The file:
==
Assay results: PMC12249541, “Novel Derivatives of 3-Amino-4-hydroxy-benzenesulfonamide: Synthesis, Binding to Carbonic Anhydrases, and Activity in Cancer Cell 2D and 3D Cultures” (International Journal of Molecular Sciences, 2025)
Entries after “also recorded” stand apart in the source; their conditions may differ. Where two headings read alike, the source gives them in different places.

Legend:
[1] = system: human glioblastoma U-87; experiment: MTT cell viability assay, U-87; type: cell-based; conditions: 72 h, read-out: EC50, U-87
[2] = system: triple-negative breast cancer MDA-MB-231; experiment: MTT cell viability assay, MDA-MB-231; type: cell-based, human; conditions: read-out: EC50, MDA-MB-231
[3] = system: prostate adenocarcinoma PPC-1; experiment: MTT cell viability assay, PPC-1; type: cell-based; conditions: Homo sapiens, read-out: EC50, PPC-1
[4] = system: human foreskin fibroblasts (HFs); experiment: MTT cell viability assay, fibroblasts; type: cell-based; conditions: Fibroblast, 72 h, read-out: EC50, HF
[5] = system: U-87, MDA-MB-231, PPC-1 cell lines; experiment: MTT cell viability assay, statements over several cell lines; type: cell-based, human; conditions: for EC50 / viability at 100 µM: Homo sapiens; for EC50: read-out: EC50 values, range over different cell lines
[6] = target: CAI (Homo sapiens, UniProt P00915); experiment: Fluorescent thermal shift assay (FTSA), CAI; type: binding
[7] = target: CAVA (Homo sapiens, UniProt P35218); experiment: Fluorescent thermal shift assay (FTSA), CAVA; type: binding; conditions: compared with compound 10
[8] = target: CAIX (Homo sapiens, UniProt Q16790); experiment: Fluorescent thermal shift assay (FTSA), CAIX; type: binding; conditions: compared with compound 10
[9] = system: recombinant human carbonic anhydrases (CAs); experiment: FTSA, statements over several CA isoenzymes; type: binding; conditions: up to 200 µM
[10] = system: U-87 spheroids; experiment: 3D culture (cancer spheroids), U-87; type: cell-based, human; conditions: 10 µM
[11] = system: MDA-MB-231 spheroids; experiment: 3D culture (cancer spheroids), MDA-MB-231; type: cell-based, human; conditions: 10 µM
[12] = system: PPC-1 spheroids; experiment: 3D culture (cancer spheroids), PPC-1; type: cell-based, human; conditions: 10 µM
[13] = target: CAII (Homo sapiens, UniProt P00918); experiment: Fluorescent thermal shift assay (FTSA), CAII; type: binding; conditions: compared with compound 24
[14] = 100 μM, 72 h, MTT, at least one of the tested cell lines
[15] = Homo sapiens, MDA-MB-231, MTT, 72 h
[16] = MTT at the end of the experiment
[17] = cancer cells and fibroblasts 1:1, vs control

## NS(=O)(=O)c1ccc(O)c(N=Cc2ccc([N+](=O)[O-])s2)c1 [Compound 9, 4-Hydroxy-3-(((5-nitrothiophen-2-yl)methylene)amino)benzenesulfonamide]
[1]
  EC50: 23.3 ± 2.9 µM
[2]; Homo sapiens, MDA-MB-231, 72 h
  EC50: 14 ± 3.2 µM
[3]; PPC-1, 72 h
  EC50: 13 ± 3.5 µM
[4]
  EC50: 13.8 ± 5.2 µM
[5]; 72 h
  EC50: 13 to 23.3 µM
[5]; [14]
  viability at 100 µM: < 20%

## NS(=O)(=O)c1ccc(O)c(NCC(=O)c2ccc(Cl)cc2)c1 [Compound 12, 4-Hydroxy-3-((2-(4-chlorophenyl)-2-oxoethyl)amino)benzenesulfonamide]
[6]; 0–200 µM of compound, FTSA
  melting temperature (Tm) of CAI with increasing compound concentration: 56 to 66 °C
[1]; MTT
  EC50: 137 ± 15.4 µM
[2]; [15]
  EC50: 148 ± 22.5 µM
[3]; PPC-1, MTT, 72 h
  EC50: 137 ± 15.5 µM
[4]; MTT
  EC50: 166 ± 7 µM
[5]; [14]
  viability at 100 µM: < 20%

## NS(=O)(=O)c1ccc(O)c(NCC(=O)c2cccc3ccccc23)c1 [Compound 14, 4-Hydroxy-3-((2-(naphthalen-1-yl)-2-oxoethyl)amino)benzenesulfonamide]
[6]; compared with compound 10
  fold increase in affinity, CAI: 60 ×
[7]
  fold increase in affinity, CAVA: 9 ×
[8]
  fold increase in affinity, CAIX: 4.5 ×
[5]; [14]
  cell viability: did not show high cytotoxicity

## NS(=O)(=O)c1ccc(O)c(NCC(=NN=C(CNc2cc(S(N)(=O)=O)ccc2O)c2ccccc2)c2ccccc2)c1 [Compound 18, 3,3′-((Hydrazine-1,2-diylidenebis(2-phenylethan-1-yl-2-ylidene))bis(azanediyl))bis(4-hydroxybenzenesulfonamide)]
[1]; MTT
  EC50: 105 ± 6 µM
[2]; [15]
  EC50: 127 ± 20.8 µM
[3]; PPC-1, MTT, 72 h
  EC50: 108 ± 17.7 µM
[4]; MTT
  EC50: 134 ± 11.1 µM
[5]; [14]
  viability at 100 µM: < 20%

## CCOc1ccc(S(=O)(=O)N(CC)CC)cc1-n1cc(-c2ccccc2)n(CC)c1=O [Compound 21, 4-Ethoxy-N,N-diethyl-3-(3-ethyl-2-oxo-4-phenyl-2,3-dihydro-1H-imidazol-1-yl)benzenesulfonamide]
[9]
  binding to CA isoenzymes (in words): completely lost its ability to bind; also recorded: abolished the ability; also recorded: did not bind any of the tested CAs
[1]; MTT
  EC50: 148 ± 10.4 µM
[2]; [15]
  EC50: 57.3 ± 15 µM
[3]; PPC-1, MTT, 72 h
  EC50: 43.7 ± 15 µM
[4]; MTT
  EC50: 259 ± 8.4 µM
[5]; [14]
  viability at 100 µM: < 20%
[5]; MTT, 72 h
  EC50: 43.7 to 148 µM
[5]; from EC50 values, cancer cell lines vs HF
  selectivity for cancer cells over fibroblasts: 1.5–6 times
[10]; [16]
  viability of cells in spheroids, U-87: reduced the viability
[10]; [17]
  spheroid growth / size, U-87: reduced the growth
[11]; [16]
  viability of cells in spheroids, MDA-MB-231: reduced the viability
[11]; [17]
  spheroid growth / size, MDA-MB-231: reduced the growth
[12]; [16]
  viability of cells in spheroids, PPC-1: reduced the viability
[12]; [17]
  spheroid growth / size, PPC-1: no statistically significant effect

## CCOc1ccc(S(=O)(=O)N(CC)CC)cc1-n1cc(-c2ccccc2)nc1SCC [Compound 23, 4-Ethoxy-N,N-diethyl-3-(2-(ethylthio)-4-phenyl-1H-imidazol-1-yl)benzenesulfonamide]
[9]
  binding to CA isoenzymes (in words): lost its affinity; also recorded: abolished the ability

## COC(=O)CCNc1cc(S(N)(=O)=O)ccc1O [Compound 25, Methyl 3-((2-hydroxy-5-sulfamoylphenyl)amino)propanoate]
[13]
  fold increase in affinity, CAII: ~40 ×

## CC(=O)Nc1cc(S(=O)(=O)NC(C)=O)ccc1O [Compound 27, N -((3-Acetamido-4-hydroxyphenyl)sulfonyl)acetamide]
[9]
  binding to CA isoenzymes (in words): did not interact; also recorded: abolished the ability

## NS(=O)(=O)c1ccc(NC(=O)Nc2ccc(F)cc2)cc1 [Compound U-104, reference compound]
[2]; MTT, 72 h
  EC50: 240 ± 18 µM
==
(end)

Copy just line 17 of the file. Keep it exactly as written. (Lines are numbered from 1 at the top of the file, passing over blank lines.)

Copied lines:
[14] = 100 μM, 72 h, MTT, at least one of the tested cell lines